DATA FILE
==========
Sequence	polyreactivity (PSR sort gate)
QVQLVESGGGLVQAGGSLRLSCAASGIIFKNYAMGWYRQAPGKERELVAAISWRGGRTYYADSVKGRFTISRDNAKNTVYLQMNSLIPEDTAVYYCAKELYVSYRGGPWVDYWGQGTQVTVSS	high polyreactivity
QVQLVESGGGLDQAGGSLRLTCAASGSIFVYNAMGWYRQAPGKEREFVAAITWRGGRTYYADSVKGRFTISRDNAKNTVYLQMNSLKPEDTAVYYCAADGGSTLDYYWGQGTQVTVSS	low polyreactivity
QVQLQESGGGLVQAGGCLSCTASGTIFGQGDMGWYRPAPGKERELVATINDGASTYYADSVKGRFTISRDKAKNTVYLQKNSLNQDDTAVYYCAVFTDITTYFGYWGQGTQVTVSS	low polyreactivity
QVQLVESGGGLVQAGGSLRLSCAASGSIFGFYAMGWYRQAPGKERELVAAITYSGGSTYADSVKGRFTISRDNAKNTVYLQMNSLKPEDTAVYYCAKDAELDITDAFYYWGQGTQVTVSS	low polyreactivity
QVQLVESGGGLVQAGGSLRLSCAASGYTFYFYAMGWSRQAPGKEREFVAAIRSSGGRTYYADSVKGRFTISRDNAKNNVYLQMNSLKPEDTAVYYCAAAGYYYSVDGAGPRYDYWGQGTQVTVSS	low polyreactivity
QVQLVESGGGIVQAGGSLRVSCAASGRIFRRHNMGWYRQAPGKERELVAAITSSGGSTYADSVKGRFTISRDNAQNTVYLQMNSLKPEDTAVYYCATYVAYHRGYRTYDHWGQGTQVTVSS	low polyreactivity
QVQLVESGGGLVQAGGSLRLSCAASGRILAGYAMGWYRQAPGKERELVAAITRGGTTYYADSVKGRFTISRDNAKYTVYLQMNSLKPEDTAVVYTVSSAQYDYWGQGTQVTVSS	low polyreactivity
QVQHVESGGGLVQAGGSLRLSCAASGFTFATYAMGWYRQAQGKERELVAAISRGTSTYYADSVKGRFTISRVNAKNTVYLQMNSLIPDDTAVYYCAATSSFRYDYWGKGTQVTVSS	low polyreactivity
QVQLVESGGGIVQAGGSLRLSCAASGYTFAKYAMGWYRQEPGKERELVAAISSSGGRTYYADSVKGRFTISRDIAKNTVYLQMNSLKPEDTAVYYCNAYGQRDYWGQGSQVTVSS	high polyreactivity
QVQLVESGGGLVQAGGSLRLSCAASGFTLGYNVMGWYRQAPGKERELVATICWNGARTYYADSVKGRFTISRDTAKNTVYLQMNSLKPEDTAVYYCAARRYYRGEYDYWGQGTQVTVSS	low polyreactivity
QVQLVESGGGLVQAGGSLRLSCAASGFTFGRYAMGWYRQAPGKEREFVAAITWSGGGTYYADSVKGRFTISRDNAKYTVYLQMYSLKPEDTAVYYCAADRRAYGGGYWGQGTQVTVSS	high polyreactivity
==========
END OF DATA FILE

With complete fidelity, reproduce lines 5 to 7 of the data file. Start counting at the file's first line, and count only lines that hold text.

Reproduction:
QVQLVESGGGLVQAGGSLRLSCAASGSIFGFYAMGWYRQAPGKERELVAAITYSGGSTYADSVKGRFTISRDNAKNTVYLQMNSLKPEDTAVYYCAKDAELDITDAFYYWGQGTQVTVSS	low polyreactivity
QVQLVESGGGLVQAGGSLRLSCAASGYTFYFYAMGWSRQAPGKEREFVAAIRSSGGRTYYADSVKGRFTISRDNAKNNVYLQMNSLKPEDTAVYYCAAAGYYYSVDGAGPRYDYWGQGTQVTVSS	low polyreactivity
QVQLVESGGGIVQAGGSLRVSCAASGRIFRRHNMGWYRQAPGKERELVAAITSSGGSTYADSVKGRFTISRDNAQNTVYLQMNSLKPEDTAVYYCATYVAYHRGYRTYDHWGQGTQVTVSS	low polyreactivity